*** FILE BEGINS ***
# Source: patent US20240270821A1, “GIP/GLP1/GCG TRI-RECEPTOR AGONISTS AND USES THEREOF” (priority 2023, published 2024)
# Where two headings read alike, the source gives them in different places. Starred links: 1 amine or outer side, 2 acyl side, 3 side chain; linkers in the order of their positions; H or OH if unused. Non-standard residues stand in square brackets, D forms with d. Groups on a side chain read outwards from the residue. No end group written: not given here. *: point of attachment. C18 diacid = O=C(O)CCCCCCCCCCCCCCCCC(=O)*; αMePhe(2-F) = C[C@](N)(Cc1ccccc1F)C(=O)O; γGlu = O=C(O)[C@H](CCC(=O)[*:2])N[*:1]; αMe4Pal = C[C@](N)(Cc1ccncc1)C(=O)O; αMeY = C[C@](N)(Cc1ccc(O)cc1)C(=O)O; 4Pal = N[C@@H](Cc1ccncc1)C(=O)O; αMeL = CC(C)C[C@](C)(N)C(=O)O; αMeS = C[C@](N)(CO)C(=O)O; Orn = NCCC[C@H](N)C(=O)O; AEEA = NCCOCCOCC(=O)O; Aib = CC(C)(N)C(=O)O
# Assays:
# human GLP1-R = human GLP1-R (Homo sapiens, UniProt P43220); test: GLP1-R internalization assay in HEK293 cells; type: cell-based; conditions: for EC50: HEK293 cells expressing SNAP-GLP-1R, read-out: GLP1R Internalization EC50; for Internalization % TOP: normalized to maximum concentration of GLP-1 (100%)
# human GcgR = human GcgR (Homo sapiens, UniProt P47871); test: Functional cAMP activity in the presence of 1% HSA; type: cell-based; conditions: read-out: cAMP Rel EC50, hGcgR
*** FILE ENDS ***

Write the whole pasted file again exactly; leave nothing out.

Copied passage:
# Source: patent US20240270821A1, “GIP/GLP1/GCG TRI-RECEPTOR AGONISTS AND USES THEREOF” (priority 2023, published 2024)
# Where two headings read alike, the source gives them in different places. Starred links: 1 amine or outer side, 2 acyl side, 3 side chain; linkers in the order of their positions; H or OH if unused. Non-standard residues stand in square brackets, D forms with d. Groups on a side chain read outwards from the residue. No end group written: not given here. *: point of attachment. C18 diacid = O=C(O)CCCCCCCCCCCCCCCCC(=O)*; αMePhe(2-F) = C[C@](N)(Cc1ccccc1F)C(=O)O; γGlu = O=C(O)[C@H](CCC(=O)[*:2])N[*:1]; αMe4Pal = C[C@](N)(Cc1ccncc1)C(=O)O; αMeY = C[C@](N)(Cc1ccc(O)cc1)C(=O)O; 4Pal = N[C@@H](Cc1ccncc1)C(=O)O; αMeL = CC(C)C[C@](C)(N)C(=O)O; αMeS = C[C@](N)(CO)C(=O)O; Orn = NCCC[C@H](N)C(=O)O; AEEA = NCCOCCOCC(=O)O; Aib = CC(C)(N)C(=O)O
# Assays:
# human GLP1-R = human GLP1-R (Homo sapiens, UniProt P43220); test: GLP1-R internalization assay in HEK293 cells; type: cell-based; conditions: for EC50: HEK293 cells expressing SNAP-GLP-1R, read-out: GLP1R Internalization EC50; for Internalization % TOP: normalized to maximum concentration of GLP-1 (100%)
# human GcgR = human GcgR (Homo sapiens, UniProt P47871); test: Functional cAMP activity in the presence of 1% HSA; type: cell-based; conditions: read-out: cAMP Rel EC50, hGcgR